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Western allies move to further isolate Russia over atrocities


By Megan Specia, Cora Engelbrecht and Shashank Bengali


Western allies Thursday were hammering out new steps to further isolate Russia and bolster Ukraine’s military in anticipation of an intensified Russian onslaught in the east, where officials warned civilians that they faced their “last chance to leave” as Moscow amassed more troops along the border.


NATO foreign ministers were meeting in Brussels to discuss expanding military aid to Ukraine, and the European Union was expected to approve a ban on Russian coal, a significant step for a bloc that is heavily dependent on Russian fossil fuels.


Still, despite mounting evidence of atrocities in President Vladimir Putin’s six-week-old war, there were signs that further sanctions were testing Europe’s unity against Russia, as Germany and other countries pushed for a monthslong delay in enforcement of the coal ban, and Hungary broke ranks with the bloc by saying it was prepared to pay for Russian energy imports in rubles, as Putin has demanded.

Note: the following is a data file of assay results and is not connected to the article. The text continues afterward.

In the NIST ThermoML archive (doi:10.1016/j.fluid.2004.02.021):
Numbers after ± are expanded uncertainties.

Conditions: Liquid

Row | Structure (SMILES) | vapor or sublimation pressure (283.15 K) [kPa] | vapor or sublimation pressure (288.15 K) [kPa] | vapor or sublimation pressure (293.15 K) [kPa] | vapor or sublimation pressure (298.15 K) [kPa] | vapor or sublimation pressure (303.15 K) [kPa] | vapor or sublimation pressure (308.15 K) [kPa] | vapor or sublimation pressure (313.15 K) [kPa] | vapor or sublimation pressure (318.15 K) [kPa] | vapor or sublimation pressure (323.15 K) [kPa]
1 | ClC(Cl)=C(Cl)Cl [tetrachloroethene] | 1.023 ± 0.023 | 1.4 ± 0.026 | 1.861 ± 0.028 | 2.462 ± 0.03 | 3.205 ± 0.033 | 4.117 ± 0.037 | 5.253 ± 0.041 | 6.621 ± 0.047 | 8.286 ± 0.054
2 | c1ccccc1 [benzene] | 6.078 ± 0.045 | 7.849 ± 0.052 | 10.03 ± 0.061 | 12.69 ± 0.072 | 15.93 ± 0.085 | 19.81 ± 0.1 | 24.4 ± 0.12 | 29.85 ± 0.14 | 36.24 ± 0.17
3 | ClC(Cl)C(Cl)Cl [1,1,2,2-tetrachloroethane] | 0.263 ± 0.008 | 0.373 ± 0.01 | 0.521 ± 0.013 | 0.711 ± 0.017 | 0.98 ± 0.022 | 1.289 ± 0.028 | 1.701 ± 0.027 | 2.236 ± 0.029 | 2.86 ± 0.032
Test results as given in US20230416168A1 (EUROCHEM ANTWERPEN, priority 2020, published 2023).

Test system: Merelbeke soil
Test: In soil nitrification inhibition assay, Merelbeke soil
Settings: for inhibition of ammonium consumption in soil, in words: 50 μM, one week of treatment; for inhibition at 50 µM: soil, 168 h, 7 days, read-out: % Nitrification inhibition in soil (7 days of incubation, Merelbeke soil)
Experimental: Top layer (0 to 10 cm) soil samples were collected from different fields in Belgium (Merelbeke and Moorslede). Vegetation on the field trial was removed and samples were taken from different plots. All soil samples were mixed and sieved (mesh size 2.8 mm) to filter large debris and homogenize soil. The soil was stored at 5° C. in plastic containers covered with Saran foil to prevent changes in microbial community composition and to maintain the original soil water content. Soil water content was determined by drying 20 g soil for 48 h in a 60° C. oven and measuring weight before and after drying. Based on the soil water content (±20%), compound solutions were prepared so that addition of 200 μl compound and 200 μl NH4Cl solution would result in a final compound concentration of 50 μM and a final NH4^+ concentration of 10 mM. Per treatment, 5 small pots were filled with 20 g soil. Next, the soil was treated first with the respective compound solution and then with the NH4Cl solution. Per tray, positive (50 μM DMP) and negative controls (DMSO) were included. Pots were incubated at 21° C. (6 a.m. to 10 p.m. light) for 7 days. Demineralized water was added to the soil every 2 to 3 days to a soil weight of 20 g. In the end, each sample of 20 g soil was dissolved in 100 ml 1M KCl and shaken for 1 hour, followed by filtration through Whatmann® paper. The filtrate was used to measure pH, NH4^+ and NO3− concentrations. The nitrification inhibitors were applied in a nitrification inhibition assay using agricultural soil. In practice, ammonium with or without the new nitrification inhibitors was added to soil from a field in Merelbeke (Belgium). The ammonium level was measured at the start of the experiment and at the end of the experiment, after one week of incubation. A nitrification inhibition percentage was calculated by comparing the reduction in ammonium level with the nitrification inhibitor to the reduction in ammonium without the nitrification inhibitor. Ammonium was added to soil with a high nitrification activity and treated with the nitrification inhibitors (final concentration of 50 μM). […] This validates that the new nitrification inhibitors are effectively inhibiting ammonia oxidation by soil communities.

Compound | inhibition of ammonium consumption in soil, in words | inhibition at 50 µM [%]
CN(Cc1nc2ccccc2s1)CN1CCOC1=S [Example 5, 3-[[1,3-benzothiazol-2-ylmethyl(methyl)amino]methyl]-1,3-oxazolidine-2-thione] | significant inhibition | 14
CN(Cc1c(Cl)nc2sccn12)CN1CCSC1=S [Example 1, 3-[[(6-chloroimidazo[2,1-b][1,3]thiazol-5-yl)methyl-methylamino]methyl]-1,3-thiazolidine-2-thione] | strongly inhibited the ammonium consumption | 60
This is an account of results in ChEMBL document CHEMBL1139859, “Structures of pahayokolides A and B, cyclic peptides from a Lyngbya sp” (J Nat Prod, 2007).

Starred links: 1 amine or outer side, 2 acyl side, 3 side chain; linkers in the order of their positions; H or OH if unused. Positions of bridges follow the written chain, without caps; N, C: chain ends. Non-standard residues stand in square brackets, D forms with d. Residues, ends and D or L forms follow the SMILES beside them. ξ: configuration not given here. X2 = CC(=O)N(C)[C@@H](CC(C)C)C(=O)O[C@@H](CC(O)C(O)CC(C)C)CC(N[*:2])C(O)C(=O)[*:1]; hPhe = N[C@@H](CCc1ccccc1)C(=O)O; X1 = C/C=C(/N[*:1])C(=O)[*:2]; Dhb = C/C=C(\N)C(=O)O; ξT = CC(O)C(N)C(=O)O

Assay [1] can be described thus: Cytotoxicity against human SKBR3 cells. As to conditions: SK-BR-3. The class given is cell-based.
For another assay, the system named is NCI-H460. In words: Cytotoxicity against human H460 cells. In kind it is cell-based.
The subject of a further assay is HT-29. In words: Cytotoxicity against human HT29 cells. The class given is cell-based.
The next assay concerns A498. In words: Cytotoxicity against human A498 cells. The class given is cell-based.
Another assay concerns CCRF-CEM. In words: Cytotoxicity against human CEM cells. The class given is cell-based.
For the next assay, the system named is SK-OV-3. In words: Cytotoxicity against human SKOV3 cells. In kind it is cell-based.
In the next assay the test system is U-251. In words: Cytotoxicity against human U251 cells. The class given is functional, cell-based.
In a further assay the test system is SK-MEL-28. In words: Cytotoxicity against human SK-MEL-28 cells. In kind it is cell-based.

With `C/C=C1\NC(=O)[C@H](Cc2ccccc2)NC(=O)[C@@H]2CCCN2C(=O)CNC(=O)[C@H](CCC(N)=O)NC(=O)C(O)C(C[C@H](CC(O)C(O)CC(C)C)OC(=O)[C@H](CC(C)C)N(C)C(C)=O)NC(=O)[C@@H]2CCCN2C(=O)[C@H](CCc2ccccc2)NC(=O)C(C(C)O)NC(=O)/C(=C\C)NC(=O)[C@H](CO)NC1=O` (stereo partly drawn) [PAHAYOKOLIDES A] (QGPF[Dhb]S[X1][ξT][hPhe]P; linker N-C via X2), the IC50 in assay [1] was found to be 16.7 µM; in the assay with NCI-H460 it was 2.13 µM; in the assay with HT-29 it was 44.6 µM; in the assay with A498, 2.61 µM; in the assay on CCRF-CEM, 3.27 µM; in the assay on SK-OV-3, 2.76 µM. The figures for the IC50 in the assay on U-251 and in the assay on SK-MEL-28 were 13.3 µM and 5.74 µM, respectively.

The discovery of dozens of bodies in the northern town of Bucha after Russian forces retreated has spurred Western allies to provide more weapons to Ukraine and to increasingly isolate Russia, with several European nations expelling Russian diplomats this week. The Senate on Wednesday night voted to authorize President Joe Biden to use a lend-lease program, last used in World War II, to speed up the delivery of military equipment to Ukraine.

In other major developments:


— With thousands of people having fled eastern Ukraine in fear of Russia’s escalating its attacks, President Volodymyr Zelenskyy warned in an overnight address that Russian forces had begun to accumulate fighters “to realize their ill ambitions” in the Luhansk and Donetsk regions, where analysts say Moscow has escalated its offensive but is making only slow progress. On Wednesday, at least two people were killed in a Russian attack on a humanitarian aid site in Donetsk, a local official said.


— More than 5,000 people have died in the southeastern city of Mariupol since the start of Russia’s invasion, according to the city’s mayor, Vadym Boichenko, who said Moscow’s forces have destroyed almost all the city’s infrastructure, including a children’s hospital where “almost 50 were burned alive.” The figures could not be independently confirmed.


— The United Nations is set to vote Thursday to suspend Russia from its Human Rights Council over accusations of “systemic violations and abuses of human rights” committed by its troops in Ukraine. The move was put forward by the United States after the killings in Bucha.


— The House voted overwhelmingly Wednesday night to call for an investigation of war crimes committed during Russia’s invasion of Ukraine. Six House Republicans voted against the measure.

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